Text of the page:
The knowledge required to create such an attack is arcane and poorly documented, Egan observed.
The infamous Stuxnet malware demonstrated that such obstacles as complexity become irrelevant if the attacker has a focused target and extensive resources, he noted — “so, the issue is real, but thus far not a materially significant one.”
NIST’s effort indicates a greater sense of urgency.
“Attacks on BIOS are relatively complex and must be highly targeted, so they have not been as prevalent as other attacks. Instead, most malware targets either the operating system or application running on a computer,” NIST’s Regenscheid told CRM Buyer.
“Over the years, some manufacturers have been taking steps to improve the security of BIOS, but the industry was not moving as quickly to strong security mechanisms as we would have liked, in part because there wasn’t a perceived need,” he said. “But targets and attacks are changing in response to improvements in operating systems and applications. Without security improvements, I think we will start seeing more attacks on BIOS.”
To some degree, that view is shared by McAfee in its 2012 report on potential cyberthreats.
“Attacking hardware and firmware is not easy, but success there would allow attackers to create persistent malware ‘images’ in network cards, hard drives, and even system BIOS,” the report points out. “We will keenly watch how attackers use these low-level functions for botnet control, perhaps migrating their control functions into graphics processor functions, the BIOS, or the master boot record.”
While computer vendors are ultimately responsible for BIOS security, according to Regenscheid, the entire hardware and software supply chain has a role to play in implementing the BIOS measurement protocol described by NIST.
“These vendors will each be responsible for different critical pieces of the overall BIOS integrity measurement system. And, of course, users and system administrators are responsible for setting up and configuring systems properly so that these mechanisms work as intended,” he said.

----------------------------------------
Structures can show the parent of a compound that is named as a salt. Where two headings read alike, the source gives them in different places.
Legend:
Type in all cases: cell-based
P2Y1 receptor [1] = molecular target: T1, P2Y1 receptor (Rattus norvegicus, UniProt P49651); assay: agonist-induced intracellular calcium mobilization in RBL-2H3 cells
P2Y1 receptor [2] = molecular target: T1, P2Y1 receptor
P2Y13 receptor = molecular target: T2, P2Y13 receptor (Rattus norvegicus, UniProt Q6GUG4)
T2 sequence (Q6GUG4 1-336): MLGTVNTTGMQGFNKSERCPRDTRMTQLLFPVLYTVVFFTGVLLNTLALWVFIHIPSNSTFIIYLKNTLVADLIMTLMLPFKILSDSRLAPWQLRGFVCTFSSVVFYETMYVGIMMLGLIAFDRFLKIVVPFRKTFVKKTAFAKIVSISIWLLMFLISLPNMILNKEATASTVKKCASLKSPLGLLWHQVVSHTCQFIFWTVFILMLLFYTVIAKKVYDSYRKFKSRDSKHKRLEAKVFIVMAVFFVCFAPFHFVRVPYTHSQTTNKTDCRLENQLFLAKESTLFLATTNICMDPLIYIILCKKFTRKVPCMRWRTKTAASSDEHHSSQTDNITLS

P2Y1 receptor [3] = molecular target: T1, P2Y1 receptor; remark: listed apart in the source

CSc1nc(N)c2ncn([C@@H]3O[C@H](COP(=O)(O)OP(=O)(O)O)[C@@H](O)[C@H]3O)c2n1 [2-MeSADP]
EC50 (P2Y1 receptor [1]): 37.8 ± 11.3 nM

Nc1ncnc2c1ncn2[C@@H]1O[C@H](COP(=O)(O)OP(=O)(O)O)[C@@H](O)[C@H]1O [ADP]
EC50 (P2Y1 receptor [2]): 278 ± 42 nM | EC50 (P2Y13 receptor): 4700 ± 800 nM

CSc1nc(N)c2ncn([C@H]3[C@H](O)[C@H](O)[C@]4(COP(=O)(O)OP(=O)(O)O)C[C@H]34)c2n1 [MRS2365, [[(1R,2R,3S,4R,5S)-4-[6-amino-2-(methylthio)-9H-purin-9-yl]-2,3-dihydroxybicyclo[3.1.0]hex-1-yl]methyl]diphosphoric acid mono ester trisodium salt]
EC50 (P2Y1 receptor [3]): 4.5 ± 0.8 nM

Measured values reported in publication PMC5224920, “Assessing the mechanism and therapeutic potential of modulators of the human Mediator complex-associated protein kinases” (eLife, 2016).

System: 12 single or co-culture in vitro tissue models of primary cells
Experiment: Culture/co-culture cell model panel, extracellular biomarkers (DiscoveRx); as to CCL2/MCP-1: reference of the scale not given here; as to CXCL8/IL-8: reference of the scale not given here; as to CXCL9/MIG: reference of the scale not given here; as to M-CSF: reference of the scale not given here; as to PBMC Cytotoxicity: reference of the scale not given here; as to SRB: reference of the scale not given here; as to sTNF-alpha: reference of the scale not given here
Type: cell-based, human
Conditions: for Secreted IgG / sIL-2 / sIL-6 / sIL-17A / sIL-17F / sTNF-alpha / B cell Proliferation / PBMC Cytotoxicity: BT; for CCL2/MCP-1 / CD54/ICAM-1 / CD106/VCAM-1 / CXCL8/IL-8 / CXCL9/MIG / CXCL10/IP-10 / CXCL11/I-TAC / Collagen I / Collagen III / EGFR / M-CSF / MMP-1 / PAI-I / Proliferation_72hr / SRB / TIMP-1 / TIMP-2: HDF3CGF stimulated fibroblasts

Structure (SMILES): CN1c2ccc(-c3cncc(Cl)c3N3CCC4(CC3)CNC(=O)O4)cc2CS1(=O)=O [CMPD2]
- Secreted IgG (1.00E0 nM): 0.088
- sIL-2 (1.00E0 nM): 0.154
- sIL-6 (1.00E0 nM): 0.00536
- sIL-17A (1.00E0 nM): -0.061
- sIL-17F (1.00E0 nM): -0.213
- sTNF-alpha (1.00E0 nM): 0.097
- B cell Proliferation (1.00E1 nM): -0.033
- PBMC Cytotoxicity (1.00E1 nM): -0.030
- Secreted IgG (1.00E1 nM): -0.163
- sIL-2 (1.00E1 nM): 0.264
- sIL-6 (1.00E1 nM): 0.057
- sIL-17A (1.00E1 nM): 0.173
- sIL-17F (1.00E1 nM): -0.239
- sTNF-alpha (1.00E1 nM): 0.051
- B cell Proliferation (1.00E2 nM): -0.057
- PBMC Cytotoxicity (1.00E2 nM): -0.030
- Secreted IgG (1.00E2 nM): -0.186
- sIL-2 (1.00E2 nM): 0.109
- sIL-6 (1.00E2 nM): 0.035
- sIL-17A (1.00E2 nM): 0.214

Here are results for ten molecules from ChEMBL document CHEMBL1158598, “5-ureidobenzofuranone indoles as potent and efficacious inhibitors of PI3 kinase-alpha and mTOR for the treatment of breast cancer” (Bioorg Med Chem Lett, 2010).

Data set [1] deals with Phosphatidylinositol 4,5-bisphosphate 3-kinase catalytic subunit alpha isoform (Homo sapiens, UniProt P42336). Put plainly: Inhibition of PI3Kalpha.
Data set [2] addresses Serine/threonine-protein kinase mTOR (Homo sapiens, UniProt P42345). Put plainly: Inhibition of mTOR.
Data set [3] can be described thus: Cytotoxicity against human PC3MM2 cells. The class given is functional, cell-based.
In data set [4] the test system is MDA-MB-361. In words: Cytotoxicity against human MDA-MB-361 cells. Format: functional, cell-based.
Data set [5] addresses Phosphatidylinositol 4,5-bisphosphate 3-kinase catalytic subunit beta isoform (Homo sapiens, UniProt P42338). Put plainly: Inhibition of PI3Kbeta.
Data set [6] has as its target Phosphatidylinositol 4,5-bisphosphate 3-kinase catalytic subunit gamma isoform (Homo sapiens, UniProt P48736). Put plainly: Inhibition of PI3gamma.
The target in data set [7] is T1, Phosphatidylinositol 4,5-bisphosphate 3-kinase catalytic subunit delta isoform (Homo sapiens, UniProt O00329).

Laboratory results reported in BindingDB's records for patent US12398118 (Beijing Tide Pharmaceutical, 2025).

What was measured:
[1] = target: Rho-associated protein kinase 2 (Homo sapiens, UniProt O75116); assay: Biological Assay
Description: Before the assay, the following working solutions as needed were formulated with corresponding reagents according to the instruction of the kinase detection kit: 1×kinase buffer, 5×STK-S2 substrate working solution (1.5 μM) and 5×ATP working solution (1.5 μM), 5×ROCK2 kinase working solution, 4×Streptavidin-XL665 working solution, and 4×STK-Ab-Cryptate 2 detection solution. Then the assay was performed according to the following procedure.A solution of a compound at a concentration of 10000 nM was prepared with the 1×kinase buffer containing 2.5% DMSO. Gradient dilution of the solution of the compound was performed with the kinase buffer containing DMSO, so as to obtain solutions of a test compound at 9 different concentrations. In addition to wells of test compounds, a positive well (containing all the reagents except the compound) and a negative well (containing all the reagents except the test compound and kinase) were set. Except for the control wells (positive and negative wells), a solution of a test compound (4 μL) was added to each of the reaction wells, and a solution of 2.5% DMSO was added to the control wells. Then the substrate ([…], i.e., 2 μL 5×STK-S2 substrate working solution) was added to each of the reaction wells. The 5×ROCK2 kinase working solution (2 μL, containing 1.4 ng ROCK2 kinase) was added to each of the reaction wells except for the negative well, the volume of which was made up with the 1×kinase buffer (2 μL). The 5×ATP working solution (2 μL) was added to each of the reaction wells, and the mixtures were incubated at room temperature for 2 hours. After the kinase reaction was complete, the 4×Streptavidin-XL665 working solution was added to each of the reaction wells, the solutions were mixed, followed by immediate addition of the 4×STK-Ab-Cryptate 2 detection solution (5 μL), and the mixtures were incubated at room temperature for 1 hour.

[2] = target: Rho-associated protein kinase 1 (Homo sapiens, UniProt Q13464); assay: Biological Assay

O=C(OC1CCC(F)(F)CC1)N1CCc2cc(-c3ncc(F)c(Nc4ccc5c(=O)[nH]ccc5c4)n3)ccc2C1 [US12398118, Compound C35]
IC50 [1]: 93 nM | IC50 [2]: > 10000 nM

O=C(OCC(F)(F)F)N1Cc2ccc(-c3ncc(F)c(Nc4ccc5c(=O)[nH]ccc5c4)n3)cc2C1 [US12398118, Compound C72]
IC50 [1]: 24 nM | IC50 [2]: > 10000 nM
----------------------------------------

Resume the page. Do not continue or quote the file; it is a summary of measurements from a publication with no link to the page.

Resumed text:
The NIST integrity measurement guidance is primarily intended for large organizations — either public or private. “While our documents are focused on computers intended for enterprise environments, we think some of these controls will migrate to consumer-level devices over time,” Regenscheid said.
Industry Reacted Quickly
However, actual invasion-protection mechanisms related to the BIOS at the computer manufacturing stage are not as challenging to implement as the detection and measurement protocols just outlined by NIST. As a result, large organizations have better capabilities to adopt the protocols, so adoption at the consumer level could take some time.
The industry reacted positively to the NIST “BIOS Protection Guidelines” issued in April last year, Regenscheid noted.
“That document helped call attention to this potential vulnerability, and the industry response has been amazing. Within a few months of publication, major computer vendors were already shipping products that were designed to meet the guidelines. I’m hopeful we’ll see a similar adoption of the ‘BIOS Integrity Measurement Guidelines,'” he said.
“I think there’s a role here for both NIST and industry standards groups. The NIST publications identify security requirements and properties that we think are important to have in computer systems to secure the BIOS. But we weren’t trying to design a solution. It’s up to industry and industry standards groups to determine how they will implement products that meet the guidelines,” Regenscheid stressed.
Organizations such as the Unified Extensible Firmware Interface Forum and the Trusted Computing Group will have a significant role in developing the necessary standards and specifications to create “secure and interoperable” solutions, he said.